let them down. With caviar like sevruga, there are wonderful ways you can use
its bitterness and salinity to flavor dishes. It is not a matter of aggressively
seasoning with caviar but of accenting foods with its subtle touch. When you use
caviar this way, you will be surprised at how little you need and how much is
left for you to savor on your own afterward.
For parties we make countless tiny canapés with caviar. They accentuate rich,
flavorful ingredients like smoked salmon, steak tartare and eggs. Canapés are
not meant to fill you up but to give you a quick, sharp burst of flavor that
excites your palate. Good canapés are often salty to exaggerate the intensity of
and create a thirst – for more champagne, more punch, or more wine. When I
make canapés, what I often do is simply adapt dishes that I would normally
serve as a full course. That way you get the complexity of a dish distilled into
a single bite.
Begin with steak tartare, a dish that is usually plated as a first course, and
on Asian soup spoons. The tartare is dressed with hazelnut oil, balsamic
vinegar, sesame seeds, and fleur de sel. I sprinkle a small mound with crushed
and a curry caviar vinaigrette. I top each spoon with a cluster of sevruga
and a chip of a buckwheat tuile. I use servuga because the beef and the curry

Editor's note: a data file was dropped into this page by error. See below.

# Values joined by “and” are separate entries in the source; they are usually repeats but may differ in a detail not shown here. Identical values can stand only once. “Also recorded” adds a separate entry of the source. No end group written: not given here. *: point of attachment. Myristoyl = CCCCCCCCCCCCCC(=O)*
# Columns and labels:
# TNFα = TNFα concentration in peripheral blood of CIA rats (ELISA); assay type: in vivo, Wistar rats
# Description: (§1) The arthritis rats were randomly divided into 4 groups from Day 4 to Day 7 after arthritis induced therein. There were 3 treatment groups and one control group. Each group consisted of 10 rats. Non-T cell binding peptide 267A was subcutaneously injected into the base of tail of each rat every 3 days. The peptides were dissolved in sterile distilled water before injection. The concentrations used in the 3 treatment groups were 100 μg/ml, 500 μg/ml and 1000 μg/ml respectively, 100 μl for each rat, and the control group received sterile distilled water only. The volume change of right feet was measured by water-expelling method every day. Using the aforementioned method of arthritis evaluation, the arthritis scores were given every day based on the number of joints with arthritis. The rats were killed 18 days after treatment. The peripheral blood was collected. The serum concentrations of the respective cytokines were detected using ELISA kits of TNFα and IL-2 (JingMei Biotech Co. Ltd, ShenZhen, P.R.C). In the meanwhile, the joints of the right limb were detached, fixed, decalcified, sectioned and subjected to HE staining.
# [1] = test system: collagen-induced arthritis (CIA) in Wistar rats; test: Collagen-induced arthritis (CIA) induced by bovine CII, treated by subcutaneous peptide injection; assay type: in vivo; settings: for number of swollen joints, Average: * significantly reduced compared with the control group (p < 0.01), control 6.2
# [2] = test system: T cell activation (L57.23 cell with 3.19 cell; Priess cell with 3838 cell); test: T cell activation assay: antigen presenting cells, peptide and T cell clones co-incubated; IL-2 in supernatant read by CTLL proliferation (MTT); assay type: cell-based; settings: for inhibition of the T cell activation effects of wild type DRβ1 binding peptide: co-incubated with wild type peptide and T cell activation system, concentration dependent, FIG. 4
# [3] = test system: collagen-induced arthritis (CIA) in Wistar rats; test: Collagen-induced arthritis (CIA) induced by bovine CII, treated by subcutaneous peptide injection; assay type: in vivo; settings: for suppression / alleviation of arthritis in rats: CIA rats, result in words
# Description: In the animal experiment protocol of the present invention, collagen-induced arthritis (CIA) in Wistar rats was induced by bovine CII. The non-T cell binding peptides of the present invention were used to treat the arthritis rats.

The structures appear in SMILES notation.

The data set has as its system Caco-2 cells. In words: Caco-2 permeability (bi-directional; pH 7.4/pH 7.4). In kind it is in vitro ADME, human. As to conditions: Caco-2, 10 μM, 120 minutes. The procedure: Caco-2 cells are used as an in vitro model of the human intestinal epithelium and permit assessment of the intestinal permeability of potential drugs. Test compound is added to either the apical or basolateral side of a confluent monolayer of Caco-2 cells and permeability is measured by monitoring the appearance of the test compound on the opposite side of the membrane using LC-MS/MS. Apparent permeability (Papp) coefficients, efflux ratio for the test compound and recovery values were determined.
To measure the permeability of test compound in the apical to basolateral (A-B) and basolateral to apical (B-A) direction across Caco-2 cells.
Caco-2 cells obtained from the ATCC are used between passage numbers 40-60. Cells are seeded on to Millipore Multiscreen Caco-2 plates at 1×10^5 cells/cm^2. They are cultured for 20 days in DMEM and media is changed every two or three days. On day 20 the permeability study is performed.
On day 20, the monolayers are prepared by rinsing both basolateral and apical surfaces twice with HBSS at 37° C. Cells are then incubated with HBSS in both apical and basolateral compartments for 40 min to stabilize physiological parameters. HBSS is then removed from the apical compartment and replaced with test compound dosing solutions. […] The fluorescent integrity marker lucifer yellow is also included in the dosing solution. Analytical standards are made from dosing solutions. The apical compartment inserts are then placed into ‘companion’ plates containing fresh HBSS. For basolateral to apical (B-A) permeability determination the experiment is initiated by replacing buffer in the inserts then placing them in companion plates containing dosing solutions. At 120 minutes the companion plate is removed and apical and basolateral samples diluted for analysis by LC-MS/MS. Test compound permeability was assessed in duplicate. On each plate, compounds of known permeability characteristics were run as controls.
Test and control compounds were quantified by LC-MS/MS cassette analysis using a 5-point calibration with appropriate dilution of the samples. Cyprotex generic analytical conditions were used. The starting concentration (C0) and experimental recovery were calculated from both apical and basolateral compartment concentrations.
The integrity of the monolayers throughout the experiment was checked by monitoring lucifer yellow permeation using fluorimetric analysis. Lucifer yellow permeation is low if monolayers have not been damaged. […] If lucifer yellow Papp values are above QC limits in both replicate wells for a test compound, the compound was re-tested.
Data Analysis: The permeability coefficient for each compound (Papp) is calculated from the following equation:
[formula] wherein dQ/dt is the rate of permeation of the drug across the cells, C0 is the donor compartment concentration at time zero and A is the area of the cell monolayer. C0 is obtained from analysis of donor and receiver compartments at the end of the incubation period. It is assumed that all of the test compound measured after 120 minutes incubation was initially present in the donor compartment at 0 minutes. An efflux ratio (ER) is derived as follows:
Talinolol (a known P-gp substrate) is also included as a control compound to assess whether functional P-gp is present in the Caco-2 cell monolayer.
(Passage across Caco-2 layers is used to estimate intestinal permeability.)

vinaigrette are robust on their own. A more subtle caviar would be lost, as it
would be in my other canapés. The sevruga adds a slight touch of salt and ocean
but it is not fishy tasting, so it can marry with something like beef.
Eggs, chicken and quail are also easy to adapt as a canapé. I soft-boil them
until they are intact but soft like a water balloon. Then I dip them gently in
blini batter and fry them. The batter puffs and crisps so that they look like
large beignets. I
cut them in half and sprinkle each side with sevruga caviar, fleur de sel,
oil, balsamic vinegar, pepper, crushed hazelnuts, and a few sprigs of herb
Call them gentrified eggs if you like.
Another favorite of mine is something I call friantine, or little fried puffs of
potato stuffed with caviar. This dish was actually inspired by one of my
desserts. I make little balls of chocolate ganache and roll them in bread crumbs